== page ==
Despite everything Rafetus: The Curve of Extinction has going for it, where this book suffers most is in the layout/design and editing. Structurally, the book itself is sound: a sturdy hardcover, gold embossed spine, and heavy glossy paper stock. The gorgeous artwork of Tell Hicks’ Rafetus swinhoei pair gracing the front and rear endpapers is icing on the cake. But it becomes apparent as early as the Table of Contents, where the chapters are divided into three unnamed parts (might I suggest Part 1: Trionyx, the Soft-shelled Turtles; Part 2: Rafetus swinhoei, A Species New to Science; and Part 3: Natural History and Conservation), that there is an aimlessness to the journey on which you are about to embark.
In general, this aimlessness manifests itself most prevalently in the book’s layout/design. For example, on any given page paragraphs are set apart from each other by a yawning chasm of space, giving the impression that each paragraph is afloat on the page. Pick up any coffee-table-style book (I just flipped through a stack of five) or text book and you’ll see that an indented first line is enough to do the trick. Admittedly, this is more a preference than a fatal flaw, but it contributes to a second issue whereby the flow of the narrative is further occluded and aggravated by a lack of consistency in editorial conventions. Take, for instance, the haphazard manner in which long passages of quoted material is presented. Instead of following the standard practice of indenting long quotations from the left margin, here long quoted passages (excerpted emails or journal articles) are instead called out from the text with nothing but a pair of quotation marks and, if lucky, a colon for punctuation. When significant chunks of material are quoted over the span of several pages, the reader is left to feel their way blindly through the text to find the change in narrative voice or the end-quotes (Chapters 2 and 6 are repeat offenders on this count). Elsewhere, however, long passages are presented almost like side-bars, as is done with the essay (??) “When Turtles Had Teeth” in Chapter 1, although in some cases purported side-bars (see “History, Mythology, and Biology Come Together”, Chapter 10) bleed back into the text.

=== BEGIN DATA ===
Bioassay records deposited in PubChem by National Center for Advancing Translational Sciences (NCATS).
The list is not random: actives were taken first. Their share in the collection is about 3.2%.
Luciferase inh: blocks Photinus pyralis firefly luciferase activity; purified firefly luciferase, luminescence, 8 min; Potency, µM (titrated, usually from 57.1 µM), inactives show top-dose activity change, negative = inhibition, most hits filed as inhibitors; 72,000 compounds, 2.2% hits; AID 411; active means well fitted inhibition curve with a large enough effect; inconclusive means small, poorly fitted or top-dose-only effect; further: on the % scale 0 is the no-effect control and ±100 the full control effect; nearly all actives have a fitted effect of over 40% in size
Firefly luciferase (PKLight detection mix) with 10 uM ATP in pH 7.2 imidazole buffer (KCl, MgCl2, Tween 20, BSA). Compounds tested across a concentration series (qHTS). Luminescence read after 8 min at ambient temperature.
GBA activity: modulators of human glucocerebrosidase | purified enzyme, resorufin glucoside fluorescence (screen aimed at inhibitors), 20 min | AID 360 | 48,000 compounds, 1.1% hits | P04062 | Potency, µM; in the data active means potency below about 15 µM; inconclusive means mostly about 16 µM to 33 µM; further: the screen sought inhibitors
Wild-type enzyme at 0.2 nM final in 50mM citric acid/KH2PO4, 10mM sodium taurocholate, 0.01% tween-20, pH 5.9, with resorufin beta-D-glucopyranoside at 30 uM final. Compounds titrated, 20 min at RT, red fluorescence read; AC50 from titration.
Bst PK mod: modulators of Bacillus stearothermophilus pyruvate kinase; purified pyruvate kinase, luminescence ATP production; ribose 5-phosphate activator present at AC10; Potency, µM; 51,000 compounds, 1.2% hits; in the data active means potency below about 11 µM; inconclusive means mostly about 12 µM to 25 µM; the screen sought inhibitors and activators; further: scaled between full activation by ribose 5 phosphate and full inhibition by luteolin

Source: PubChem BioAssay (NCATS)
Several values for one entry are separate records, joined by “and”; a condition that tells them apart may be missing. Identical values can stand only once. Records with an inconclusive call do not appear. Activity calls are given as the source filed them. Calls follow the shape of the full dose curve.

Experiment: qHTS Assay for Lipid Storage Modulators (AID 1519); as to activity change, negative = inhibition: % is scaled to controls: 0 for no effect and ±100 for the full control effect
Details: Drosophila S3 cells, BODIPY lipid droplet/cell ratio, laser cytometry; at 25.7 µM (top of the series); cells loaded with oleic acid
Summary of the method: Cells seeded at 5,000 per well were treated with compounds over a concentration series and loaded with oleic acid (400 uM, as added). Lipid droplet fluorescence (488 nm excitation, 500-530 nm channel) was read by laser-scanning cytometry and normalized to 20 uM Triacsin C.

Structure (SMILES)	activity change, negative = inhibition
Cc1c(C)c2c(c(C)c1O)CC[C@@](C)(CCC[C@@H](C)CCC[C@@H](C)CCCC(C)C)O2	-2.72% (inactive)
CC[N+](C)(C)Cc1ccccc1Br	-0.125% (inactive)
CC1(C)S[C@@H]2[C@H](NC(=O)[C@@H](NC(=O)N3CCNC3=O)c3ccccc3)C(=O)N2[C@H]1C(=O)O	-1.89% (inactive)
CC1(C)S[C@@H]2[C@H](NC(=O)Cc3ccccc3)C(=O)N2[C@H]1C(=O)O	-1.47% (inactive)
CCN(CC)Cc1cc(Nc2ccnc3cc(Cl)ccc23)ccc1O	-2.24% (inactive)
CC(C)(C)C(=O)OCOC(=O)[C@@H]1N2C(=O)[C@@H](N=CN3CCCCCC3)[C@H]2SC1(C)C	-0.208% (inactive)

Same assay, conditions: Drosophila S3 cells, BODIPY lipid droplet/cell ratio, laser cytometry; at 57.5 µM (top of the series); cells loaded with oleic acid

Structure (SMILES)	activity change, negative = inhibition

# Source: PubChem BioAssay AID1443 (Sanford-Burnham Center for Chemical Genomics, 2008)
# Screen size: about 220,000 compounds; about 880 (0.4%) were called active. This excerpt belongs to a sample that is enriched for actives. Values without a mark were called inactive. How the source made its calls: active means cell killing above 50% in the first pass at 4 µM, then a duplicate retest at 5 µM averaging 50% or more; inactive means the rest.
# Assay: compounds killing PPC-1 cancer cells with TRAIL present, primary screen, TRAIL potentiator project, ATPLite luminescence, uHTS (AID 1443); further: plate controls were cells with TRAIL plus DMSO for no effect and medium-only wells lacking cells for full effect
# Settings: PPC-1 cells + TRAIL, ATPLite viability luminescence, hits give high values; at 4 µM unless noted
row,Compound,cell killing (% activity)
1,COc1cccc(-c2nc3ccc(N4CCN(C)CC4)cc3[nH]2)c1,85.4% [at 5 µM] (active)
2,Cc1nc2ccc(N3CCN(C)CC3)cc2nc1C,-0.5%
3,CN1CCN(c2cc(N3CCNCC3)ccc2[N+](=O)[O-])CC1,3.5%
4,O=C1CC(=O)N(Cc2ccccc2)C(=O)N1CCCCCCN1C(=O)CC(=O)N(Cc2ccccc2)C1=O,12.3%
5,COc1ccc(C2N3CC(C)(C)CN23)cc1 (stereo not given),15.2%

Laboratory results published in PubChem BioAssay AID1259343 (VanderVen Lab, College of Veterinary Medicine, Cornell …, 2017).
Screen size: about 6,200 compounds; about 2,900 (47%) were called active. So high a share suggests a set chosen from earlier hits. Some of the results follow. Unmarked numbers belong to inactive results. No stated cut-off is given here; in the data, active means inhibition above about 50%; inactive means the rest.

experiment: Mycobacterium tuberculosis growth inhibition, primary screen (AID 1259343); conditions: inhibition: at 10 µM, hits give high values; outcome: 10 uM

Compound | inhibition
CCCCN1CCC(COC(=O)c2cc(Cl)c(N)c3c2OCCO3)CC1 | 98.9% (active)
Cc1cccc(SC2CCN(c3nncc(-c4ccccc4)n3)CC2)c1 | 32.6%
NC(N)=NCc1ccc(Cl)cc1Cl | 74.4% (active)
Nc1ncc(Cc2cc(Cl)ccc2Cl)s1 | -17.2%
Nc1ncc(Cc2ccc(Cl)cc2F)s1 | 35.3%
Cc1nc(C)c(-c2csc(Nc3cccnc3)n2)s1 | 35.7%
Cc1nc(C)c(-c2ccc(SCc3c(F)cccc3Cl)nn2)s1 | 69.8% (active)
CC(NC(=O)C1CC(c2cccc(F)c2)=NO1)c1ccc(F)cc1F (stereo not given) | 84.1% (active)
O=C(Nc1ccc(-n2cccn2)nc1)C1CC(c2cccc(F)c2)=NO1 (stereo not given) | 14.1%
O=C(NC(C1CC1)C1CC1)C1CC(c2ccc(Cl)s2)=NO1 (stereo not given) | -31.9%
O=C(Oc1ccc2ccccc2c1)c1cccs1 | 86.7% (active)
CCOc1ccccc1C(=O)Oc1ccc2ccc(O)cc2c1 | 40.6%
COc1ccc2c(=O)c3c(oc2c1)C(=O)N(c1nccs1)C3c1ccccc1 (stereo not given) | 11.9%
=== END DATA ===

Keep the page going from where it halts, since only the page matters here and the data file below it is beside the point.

Along these same disjunct lines, the list of publications in Chapter 5 (appropriately titled, “A Mass of Confusion”) where Rafetus has been referenced over the years is a jumbled mess, a morass of what-appear-to-be-paragraphs-that-should-be-a-bulleted-list that includes publications that don’t even mention Rafetus after all (!!), while the battery of rare and large turtles described in Chapter 8 are separated by the character set “–ooOoo–” (which I’ve been told is a legacy typesetter’s convention for section breaks) instead of headers or subheaders, which themselves rarely make an appearance.
And then there are the typos – for example: “Was the offending person. [sic] a humble secretary” (p 37); “the special [correction: "species"] of the turtle that lays them” (p 42); “dozens of men waded ino [correction: "into"] the water” (p 116); “a second animal in Dong Ho [correction: "Dong Mo"] Lake” (p 136) – as well as photos absent captions (p 27) and the suite of spacing and formatting gaffes that riddle the pages. Speaking of photo captions, the illustration on page 148 innocuously captioned “The juvenile Rafetus specimen” is surely misplaced and underwhelmingly captioned. By proximity alone, the only mention of a juvenile Rafetus in the surrounding pages is that of the remains of a turtle caught and butchered by a Vietnamese fisherman. In truth, the illustration is none other than a detail taken from an engraving of the original holotype specimen (reproduced below), which first appeared in zoologist John Edward Gray’s 1873 description of Rafetus swinhoei under the synonym Oscaria swinhoei. That alone is a pedigree worth mentioning.